Some Notes on the Civil War Jayhawkers of Confederate Louisiana
By W. T. Block
The Calcasieu and Mermentau Jayhawkers
There was much enthusiasm in Louisiana when the American Civil War first began. The wealthier cotton and sugar planters usually owned many slaves, and the war was seen by them as the only way to preserve the plantation manner of life. Many young men flocked to the colors, seeking the glory and fame that a soldiers life might bestow upon them, unmindful that wars most frequent gifts were death and severed limbs instead of fame. Many youths enlisted, fearing the war would end before they could see action, and almost no one foresaw a war that would last for four years.
A year later, though, it became increasingly obvious that the war would last much longer. However, events of April, 1862, were soon to dampen enthusiasm for the war among Louisianans. In that month, the Confederate Congress passed a military draft for all men ages 18 to 35, later extending the years from 17 to 50 for three years of service. Also in April, 1862, Admiral David Farraguts West Gulf fleet ran passed the Lower Mississippi River forts to capture New Orleans, leaving only Port Hudson and Vicksburg to block the Unions Navys advance along the entire river.
Very quickly thereafter, the Civil War became known as "a rich mans war and a poor mans fight." While the Confederate government championed the cause of States Rights, many poor Southerners soon viewed it as a war to preserve the institution of slavery, and hence the way of life of the wealthy planter class that slavery permitted to flourish. It is believed that only one out of each twenty Confederate soldiers actually owned slaves. While a few of South Louisianas French Acadians belonged to the planter class, most of them were poor farmers, who depended for farm labor on their own large families, and who regarded the conflict as "the American war" (la guerre de les Americains).1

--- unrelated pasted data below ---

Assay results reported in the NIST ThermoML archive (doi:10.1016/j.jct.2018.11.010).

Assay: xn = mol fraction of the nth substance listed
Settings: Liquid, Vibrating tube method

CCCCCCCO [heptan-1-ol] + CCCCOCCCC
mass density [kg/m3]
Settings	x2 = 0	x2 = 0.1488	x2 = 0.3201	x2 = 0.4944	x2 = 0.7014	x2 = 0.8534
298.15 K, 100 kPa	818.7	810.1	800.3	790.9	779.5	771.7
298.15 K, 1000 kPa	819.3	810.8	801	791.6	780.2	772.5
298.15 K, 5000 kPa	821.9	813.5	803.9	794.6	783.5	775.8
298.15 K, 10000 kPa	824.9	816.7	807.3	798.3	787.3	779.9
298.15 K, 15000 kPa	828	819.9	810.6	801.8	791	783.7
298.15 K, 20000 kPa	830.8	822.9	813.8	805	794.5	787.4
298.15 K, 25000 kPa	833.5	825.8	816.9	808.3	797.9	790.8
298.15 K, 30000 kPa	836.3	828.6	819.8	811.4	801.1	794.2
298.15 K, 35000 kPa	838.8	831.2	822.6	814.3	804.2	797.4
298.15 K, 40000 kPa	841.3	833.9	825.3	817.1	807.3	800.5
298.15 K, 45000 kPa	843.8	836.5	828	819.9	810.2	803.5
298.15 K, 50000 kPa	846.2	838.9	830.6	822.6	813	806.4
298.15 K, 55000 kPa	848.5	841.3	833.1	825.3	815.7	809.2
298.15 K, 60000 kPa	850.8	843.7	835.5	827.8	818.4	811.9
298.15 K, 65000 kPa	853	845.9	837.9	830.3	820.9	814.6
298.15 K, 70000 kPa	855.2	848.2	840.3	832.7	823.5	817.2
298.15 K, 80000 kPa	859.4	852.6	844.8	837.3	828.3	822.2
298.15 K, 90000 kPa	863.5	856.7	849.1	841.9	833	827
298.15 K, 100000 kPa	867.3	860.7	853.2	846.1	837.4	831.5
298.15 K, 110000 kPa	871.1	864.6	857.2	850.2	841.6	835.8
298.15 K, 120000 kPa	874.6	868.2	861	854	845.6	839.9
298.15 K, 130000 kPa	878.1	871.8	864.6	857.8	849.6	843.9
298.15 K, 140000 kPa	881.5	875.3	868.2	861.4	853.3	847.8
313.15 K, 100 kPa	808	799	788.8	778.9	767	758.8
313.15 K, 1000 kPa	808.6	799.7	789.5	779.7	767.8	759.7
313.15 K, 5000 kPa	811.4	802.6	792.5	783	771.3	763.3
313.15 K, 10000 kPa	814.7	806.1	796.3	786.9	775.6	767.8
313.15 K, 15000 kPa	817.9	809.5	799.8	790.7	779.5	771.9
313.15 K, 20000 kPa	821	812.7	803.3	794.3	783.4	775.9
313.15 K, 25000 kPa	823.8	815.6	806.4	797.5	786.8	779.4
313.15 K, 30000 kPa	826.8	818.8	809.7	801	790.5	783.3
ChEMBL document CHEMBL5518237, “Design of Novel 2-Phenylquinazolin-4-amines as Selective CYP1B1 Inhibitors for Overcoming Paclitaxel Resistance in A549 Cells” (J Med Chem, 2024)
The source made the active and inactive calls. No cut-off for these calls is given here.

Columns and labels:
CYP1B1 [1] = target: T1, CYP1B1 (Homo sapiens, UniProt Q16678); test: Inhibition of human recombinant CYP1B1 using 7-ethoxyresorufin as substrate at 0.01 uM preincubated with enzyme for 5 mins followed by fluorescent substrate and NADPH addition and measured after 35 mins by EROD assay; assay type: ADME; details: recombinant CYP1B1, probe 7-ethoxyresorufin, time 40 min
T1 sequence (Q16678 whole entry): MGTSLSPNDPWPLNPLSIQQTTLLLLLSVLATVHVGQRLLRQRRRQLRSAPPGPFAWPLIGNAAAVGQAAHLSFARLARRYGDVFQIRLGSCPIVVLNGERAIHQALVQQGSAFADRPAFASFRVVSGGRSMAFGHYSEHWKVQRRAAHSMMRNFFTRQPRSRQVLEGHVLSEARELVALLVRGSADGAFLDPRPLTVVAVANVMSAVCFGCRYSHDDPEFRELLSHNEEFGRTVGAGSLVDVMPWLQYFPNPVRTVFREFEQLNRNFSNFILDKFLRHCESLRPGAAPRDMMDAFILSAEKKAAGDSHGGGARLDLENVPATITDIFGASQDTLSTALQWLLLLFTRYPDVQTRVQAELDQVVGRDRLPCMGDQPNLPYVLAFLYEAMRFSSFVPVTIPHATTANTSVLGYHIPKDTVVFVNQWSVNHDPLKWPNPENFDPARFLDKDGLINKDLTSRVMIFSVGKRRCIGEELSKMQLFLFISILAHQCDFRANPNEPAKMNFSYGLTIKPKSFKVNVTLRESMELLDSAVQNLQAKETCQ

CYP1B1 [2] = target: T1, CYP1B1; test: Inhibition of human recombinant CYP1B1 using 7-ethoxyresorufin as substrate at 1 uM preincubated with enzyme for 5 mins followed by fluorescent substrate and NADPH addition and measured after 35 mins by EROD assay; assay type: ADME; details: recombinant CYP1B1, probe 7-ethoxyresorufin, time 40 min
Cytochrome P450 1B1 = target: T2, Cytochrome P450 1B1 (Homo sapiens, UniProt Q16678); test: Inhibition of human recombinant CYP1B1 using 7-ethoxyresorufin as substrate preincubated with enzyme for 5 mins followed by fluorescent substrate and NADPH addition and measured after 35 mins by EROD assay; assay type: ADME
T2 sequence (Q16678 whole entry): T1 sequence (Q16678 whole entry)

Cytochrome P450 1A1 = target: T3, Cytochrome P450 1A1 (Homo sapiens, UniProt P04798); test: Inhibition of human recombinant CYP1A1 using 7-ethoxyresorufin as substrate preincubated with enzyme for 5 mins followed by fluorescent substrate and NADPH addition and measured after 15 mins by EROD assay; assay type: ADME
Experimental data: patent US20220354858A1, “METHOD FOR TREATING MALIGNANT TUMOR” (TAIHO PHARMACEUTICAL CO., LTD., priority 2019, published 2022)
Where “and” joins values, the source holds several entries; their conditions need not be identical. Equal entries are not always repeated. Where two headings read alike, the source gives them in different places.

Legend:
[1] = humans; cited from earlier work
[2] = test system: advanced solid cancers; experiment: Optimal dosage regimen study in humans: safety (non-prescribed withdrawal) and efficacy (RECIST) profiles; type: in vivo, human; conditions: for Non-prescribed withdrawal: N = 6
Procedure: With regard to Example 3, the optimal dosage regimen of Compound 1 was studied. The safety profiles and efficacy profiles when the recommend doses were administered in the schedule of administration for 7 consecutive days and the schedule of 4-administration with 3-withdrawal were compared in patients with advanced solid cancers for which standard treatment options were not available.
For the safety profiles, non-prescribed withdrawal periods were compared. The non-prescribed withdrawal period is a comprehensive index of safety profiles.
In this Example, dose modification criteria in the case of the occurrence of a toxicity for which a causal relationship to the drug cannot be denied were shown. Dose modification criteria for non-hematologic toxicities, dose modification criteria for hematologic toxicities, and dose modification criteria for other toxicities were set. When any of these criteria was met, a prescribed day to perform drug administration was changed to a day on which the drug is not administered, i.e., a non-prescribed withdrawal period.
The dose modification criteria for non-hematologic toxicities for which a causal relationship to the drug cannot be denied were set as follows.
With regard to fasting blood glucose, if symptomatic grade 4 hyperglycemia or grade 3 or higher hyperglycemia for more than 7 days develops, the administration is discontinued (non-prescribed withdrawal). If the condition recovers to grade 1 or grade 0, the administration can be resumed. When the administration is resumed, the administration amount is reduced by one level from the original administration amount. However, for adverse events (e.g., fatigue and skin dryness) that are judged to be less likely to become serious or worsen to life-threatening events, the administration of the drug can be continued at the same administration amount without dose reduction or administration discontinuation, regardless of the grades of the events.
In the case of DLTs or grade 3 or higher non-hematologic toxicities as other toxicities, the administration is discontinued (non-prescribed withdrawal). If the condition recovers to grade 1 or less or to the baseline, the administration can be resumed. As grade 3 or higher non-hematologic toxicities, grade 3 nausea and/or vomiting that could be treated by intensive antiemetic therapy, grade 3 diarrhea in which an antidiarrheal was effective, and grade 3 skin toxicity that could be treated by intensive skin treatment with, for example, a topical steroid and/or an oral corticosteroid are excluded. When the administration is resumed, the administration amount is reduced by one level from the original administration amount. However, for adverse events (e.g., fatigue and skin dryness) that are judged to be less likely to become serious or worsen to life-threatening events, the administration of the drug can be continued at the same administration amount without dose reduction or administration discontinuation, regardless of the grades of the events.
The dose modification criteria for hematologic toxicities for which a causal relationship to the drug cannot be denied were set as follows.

The first evidence of Louisianas Jayhawkers appeared with the Union invasion in May, 1863 of the Bayou Teche country between Opelousas and Brashear (Morgan) City. And very quickly three groups of men could be identified, all of whom the Confederates labeled as "Jayhawkers." The first of those were draft dodgers and conscripts, who hid out in the swamps. One writer explained their intents and way of life as follows:
A third group whom the Confederates also called Jayhawkers were Unionists, whom General Nathaniel Banks permitted to take the oath of allegiance, and he organized them into a regiment known as the First Louisiana Scouts, who did little in 1864 except exact "revenge against their former neighbors..."3 More about the Louisiana Scouts will be recorded later.
In May, 1863, a half dozen or more Texas Confederate units were transferred to General Taylors command to help defend against the new Union threat advancing north along the Bayou Teche. And the principal supply route from Texas moved by train from Houston to Beaumont, by steamboat from Beaumont or Sabine Pass to the Nibletts Bluff Quartermaster Depot, and then by wagon from the depot to Opelousas. Wagon traffic along that artery was two-way, loaded wagons moving to the east and empty wagons returning to Nibletts Bluff to reload. And that routes adjacency to the bottomlands of the Sabine, Houston, Calcasieu, Mermentau, and Vermilion rivers, as well as Bear Head and Beckwith creeks and Bayous Serpent, Nezpique, des Cannes, and Plaquemine Brule, made it an ideal location for Jayhawkers to prey on the Confederate supply line. In time many more Texas and Louisiana deserters, also draft dodgers, free Negroes, and escaped slaves, joined the many Jayhawker bands along that route.
Two 1863 letters from a Lake Charles clergyman explained the social disarray that existed in Southwest Louisiana when the effects of the draft and General Taylors retreat before the Union forces were felt. A lengthy quote from the first letter, dated August 23, 1863, follows: